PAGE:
Marsha Bentley of Newcastle passed along a note and photo from her recent Valentine’s Day experience on Fort Cobb Lake.
Her husband took her fishing on Valentine’s Day and her prize was a 30-pound flathead catfish on a rod and reel.
“He told me I was going to catch something but I never expected this,” she said. “It took me a while to get in the boat but I managed. His friends are pretty jealous. He’s pretty proud of me and this was the best Valentine’s Day present ever.”
Why couldn’t I have met a woman who would have been happy with a catfish for Valentine’s Day? Oops, I hope my wife doesn’t read this!
The other night I was bored so I Googled myself. My wife said I should never do that alone. She thinks she’s funny.
But I found out there are some people reading my outdoors columns. I discovered my stories all over this thing they call the Internet.
But the one that caught my eye was a column I did last summer about my top 10 fishing songs. I clicked on the link and there was my name and story, posted on a North Carolina Web site devoted to The Andy Griffith Show, since the theme song made No. 5 on my list.
My column, linked on the same screen as photos and stories about Andy, Barney, Opie and Aunt Bee. I think it is the pinnacle of my journalism career.
To borrow a quote from Ernest T. Bass in episode 133 when Mrs. Crump hands him a diploma for learning: “I’m proud.”
The only thing that could top it would be if they bring back Hee Haw and give a cornfield salute to my home town of Stigler.
Only a few days remain in the quail season and Weatherford hunter Earl Stephenson dropped a line and a phtoto to report that he and hunting partner Kendall Johnson had a successful season in Custer County.
“We limited out on half of our dozen hunts and came close on most other days,” Stephenson said. “The dry and often windy conditions hindered dog work but did not stop the fun. The most consistent factor in finding birds was the presence of a milo field nearby.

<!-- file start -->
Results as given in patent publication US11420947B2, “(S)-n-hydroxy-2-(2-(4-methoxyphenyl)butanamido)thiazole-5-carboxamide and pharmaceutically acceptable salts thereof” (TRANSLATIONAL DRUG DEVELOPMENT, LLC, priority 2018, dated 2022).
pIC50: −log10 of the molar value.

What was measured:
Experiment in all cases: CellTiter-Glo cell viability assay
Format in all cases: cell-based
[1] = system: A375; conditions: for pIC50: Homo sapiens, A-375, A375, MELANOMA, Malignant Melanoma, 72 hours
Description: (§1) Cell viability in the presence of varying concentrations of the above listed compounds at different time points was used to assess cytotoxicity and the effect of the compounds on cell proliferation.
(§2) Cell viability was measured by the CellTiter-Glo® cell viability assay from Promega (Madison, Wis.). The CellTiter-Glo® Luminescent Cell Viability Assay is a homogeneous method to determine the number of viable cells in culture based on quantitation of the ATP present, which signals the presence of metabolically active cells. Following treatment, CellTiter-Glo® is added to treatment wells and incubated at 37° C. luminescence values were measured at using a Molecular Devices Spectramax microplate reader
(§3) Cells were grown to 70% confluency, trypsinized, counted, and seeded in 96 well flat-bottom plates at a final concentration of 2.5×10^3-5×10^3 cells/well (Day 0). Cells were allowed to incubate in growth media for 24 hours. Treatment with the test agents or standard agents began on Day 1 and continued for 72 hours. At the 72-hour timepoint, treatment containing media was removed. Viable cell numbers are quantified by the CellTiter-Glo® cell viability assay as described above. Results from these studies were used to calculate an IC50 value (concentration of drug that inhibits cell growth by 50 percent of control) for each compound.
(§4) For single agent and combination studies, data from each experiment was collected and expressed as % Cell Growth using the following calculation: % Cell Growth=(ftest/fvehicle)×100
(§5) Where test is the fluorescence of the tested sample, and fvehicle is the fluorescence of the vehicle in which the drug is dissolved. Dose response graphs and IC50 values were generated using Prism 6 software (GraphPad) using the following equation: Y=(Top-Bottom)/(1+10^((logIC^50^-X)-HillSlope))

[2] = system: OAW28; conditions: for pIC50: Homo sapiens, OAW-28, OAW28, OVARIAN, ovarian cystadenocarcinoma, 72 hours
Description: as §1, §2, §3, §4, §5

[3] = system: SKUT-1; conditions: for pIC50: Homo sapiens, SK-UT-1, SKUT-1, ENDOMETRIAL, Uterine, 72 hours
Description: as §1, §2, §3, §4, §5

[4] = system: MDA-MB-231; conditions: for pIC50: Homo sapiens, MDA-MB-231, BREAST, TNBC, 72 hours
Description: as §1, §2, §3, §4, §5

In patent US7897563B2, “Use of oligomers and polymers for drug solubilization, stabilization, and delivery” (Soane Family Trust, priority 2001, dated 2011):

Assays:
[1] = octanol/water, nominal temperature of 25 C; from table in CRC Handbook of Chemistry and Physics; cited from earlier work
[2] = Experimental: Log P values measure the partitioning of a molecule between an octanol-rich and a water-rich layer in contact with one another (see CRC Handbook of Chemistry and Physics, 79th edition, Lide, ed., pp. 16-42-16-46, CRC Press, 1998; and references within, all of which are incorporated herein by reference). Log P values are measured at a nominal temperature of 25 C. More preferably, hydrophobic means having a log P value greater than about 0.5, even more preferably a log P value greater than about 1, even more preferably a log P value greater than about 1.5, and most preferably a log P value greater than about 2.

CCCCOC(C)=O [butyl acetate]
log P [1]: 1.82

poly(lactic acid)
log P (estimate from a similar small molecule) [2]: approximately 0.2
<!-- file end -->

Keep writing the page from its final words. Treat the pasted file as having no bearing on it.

“Plenty of birds remain for a good crop next year. We’re hoping for farmers to plant milo again!”
The last day of quail season is Feb. 15.
Got this email from Philip Maguire about the story on big blue catfish in the state.
“I enjoyed your piece about the huge catfish. I am an avid fisherman and generally practice catch and release. It seems a terrible shame to allow these great fish to die. They certainly aren’t any good to eat. Couldn’t they be weighed, measured, photographed and put back in the water like we do with largemouth bass?”
Yes, they can. Big blues are not easily replaced. It takes a long time for catfish to reach 90 pounds. I know of at least two catfish guides who insist that their clients release big fish. Of course, their livelihood depends on it.
However, if anglers are legally entitled to a big fish, it’s difficult to criticize someone for keeping one. But here’s hoping more anglers will choose to practice catch and release.
Congratulations to Don Wallace, former host of the Wallace Wildlife Show that aired for 23 years on Oklahoma City television.
Wallace, 78, has been inducted to the National Freshwater Fishing Hall of Fame in Hayward, Wisc. Wallace was inducted into the Hall of Fame as a Legendary Communicator.
“I didn’t think I would ever make it,” Wallace said. “I am thrilled beyond words. I look back and wonder what I did to deserve this wonderful accolade. I was just doing what I liked to do and what I wanted to do and it worked out for everybody. It was the hardest job I ever loved.”
Wallace retired in 1989. His show is included as part of the current exhibit at the Oklahoma History Center called ”Field, Forest and Stream. The History of Oklahomans and the Outdoors.”
“I would film, edit, produce, sell, host, syndicate, bill, collect,” Wallace said of the show. “I did everything.”
Wallace received news of the induction this past weekend in Port Isabella, Texas, where he is spending the winter fishing on the Gulf Coast.
“The fishing has been better than normal this year,” he said. “The temperatures have been warm. The fishing is good for speckled trout, redfish and sheepshead.”
Wish I was there.